Maybe we should stick with science instead of superstition.
When a child of ours was diagnosed with cancer, we were flooded with multi-level
marketers selling their concoctions and herbs. We had so many other things to
deal with, it was the last thing we needed at the time.
I have no doubt that some herbal supplements have merit. But many dont. This industry should not be allowed to make completely unsubstantiated
claims.Thanks in large part to Orrin Hatch.
Apparently the majority of our medicines are made from herbs or their extracts.
The rest? Penicillin, for example, is made from mould and aspirin from a tree
bark. We might be a bit less haughty in dismissing all herbal remedies as
superstitions, and promoting every new drug as a "medical breakthrough"
etc. Thalydomide was hardly a modern marvel as administered to the optimistic,
science- believing, mothers and their affected children. Other drugs and modern
medical procedures have caused severe problems and attendant law suits.
Today's 'modern miracle' may be tomorrow's superstitition or
I doubt that anyone would "dismiss all herbal remedies as
superstitions".But, oftentimes, the claims made are totally
bogus and unsubstantiated by any medical or scientific information.I
have no problem is someone wants to eat volcanic ash.But no one
should be able to advertise that it cures cancer unless there is something
credible to back it up.
Once, when the dental offices were all closed, I was able to benefit from a
traditional Indian cure for my raging toothache - the application of a piece of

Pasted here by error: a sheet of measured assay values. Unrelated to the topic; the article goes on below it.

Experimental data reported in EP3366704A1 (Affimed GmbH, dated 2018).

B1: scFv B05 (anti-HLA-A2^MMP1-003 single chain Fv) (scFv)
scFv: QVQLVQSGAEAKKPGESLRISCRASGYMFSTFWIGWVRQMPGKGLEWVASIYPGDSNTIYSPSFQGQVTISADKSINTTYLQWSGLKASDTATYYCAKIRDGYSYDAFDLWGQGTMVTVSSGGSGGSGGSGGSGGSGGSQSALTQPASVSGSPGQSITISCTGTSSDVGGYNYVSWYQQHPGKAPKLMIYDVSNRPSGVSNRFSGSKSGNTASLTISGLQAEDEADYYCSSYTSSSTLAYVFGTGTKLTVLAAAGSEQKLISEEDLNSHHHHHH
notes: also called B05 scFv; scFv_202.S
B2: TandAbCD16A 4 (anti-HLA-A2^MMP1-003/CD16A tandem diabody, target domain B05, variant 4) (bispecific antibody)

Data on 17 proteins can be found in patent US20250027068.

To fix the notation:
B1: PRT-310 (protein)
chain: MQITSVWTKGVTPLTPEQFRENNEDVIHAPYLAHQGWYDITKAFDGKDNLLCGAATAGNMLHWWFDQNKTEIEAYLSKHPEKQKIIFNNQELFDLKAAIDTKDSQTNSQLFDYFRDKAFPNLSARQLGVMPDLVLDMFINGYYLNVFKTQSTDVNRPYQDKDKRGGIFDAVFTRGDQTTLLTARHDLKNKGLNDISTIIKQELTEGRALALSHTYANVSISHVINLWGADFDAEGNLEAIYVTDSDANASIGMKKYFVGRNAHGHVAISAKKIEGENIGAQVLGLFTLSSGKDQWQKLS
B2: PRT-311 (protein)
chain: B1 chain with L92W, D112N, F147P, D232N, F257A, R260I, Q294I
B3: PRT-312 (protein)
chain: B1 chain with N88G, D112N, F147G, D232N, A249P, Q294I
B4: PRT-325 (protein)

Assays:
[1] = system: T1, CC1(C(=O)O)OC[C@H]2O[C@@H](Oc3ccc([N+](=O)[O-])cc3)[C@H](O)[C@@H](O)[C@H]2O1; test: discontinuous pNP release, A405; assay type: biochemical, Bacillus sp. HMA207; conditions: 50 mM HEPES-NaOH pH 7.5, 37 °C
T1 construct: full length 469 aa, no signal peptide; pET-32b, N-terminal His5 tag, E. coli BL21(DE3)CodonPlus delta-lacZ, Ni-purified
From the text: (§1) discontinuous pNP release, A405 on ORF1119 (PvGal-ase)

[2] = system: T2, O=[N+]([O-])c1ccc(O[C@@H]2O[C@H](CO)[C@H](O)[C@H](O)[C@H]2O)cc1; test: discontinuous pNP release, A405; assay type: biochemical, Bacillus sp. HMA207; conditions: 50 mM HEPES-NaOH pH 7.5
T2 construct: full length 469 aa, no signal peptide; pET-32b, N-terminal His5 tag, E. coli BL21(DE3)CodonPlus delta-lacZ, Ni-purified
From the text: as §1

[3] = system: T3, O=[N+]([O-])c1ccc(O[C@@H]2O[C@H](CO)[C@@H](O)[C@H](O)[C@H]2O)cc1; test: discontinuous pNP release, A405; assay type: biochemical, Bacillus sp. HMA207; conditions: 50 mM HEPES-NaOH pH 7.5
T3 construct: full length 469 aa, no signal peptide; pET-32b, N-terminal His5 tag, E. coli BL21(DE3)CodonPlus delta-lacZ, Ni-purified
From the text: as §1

cucumber to the affected tooth. It worked very well; Aspirin and Tylenol had
done all right but I had woken up repeatedly in pain.In 1749 Jenner
invented our western form of smallpox innoculaion, but he received the first
notions of his idea from uneducated English dairy maids, not scientists, who
had observed that those who were around cows did not contract smallpox. Check
this out; it is true.. British sailors found that limes prevented scurvy. You
probably know that.The uneducated of many continents, including our
own, were anciently, as they now are, aware of substances, derived from plants,
of many basic drugs, some still current in modern medical useage. They were
misapplied by common folk to get drunk, stoned and variously stupified. They
do not have these drugs dehydrated, pulverised and encapsulated, as a pharmacist
might do to obtain them in an acceptable medical form. A scientist
must keep an open mind and find the truth where he may.
Well, the fact that healer who treated a lot of ebola patients was a casualty
indicates that in that one case the healer was mistaken. That should be exhibit
A in any arguments that biomedical practicioners are a better choice.